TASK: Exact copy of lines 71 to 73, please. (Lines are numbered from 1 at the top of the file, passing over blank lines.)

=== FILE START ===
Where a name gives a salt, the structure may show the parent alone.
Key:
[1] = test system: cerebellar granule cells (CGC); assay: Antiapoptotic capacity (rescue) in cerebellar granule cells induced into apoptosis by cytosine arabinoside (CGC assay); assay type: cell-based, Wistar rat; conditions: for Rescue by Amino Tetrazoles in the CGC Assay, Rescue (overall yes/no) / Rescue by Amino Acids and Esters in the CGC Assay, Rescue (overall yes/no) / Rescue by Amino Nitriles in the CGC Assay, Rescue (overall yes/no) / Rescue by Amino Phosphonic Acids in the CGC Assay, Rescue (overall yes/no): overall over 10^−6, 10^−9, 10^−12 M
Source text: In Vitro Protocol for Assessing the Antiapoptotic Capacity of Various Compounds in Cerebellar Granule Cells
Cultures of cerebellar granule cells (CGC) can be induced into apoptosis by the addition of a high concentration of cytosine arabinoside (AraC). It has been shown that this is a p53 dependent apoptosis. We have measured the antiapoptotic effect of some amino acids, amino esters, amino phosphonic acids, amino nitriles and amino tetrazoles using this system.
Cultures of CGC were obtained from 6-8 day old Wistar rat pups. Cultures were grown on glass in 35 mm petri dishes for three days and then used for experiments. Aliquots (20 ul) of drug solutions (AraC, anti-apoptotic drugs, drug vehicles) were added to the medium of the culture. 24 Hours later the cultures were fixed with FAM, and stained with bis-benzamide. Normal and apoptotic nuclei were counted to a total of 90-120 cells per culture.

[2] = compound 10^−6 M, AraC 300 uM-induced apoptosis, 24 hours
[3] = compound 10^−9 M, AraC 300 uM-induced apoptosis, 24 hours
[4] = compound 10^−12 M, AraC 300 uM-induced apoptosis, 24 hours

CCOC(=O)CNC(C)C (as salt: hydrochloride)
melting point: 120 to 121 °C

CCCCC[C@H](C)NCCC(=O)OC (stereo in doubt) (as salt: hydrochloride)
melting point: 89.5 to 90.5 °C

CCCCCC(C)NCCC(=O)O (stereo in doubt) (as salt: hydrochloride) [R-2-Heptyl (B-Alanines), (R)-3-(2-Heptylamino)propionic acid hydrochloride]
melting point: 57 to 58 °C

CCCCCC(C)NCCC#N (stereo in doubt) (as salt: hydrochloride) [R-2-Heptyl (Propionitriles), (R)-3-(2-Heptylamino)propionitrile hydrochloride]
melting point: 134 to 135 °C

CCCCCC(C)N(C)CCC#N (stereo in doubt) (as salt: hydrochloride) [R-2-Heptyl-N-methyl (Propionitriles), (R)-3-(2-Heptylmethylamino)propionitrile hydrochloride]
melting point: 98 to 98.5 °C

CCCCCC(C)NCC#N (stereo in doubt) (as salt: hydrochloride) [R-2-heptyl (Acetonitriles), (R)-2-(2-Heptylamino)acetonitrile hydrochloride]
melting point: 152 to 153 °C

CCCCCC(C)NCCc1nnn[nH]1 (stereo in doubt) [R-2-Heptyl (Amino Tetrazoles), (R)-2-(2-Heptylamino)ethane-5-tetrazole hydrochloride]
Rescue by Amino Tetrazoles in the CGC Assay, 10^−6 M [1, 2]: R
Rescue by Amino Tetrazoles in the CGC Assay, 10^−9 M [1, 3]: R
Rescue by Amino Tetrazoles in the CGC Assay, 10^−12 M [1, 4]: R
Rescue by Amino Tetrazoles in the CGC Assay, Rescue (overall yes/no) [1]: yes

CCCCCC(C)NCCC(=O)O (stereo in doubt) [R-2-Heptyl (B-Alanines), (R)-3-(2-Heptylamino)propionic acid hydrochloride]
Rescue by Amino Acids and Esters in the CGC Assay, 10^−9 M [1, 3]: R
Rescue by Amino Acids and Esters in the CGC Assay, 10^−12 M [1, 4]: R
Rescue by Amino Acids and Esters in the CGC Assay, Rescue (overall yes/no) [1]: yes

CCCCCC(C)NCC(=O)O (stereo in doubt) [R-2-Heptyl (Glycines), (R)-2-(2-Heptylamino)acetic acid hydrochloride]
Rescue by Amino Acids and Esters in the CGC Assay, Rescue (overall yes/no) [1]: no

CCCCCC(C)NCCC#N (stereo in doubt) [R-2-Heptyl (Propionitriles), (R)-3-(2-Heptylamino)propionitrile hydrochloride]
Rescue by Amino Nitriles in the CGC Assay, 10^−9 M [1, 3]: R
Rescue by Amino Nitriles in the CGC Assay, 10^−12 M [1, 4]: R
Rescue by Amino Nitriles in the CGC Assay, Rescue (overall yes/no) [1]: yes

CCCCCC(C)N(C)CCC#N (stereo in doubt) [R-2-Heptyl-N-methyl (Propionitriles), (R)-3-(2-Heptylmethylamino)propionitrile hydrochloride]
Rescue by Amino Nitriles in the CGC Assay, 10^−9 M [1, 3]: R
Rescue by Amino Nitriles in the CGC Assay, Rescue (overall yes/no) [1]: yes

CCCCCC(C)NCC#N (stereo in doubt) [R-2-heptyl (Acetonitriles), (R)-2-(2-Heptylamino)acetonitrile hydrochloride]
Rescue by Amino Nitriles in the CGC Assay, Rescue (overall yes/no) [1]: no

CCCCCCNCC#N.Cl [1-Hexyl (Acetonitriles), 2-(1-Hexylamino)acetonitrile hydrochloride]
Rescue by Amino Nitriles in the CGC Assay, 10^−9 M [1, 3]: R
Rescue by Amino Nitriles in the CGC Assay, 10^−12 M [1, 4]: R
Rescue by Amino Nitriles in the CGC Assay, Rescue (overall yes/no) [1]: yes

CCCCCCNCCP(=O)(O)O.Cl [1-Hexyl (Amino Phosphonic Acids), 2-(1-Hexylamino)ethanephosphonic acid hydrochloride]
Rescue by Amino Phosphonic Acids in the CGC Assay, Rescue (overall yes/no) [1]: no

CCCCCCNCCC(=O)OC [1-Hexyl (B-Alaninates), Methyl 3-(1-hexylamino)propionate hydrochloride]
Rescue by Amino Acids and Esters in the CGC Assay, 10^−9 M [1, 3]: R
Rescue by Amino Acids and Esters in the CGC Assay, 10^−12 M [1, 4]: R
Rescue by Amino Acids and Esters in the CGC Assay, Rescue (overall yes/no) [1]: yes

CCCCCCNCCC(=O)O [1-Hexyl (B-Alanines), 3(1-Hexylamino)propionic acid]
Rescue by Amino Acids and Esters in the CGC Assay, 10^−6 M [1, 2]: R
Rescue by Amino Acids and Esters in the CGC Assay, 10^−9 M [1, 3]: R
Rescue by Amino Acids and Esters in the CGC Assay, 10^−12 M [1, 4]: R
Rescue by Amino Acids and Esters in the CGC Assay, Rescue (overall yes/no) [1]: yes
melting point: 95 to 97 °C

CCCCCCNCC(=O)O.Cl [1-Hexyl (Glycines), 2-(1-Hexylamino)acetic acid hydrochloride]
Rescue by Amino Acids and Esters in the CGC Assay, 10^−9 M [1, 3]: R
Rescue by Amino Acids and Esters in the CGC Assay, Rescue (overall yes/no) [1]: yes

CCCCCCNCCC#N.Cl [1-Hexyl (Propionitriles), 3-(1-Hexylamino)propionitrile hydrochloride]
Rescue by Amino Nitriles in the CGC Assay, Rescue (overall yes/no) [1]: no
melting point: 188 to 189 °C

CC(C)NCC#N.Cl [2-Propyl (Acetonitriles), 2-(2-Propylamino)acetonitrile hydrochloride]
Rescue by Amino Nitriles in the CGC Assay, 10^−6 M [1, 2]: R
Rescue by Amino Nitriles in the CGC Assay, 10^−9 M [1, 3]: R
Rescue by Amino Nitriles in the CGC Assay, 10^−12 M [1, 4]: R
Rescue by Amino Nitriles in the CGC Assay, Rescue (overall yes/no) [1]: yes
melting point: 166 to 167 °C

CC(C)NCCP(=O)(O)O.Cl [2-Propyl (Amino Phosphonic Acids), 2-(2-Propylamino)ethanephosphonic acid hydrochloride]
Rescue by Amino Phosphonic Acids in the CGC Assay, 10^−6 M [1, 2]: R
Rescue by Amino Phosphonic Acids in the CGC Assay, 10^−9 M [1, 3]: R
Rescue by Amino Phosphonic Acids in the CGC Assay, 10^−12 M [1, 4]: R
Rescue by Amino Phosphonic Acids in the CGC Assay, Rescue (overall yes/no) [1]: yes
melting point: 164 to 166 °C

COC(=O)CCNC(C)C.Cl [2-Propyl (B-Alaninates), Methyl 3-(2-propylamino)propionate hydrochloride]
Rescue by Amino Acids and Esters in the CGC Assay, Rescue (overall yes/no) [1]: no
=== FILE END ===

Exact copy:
Rescue by Amino Phosphonic Acids in the CGC Assay, 10^−6 M [1, 2]: R
Rescue by Amino Phosphonic Acids in the CGC Assay, 10^−9 M [1, 3]: R
Rescue by Amino Phosphonic Acids in the CGC Assay, 10^−12 M [1, 4]: R